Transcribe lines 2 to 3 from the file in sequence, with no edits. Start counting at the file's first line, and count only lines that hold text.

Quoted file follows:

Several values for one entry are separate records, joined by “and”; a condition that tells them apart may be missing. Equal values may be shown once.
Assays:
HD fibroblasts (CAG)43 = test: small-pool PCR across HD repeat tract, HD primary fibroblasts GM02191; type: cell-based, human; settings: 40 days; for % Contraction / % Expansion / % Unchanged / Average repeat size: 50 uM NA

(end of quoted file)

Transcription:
Assays:
HD fibroblasts (CAG)43 = test: small-pool PCR across HD repeat tract, HD primary fibroblasts GM02191; type: cell-based, human; settings: 40 days; for % Contraction / % Expansion / % Unchanged / Average repeat size: 50 uM NA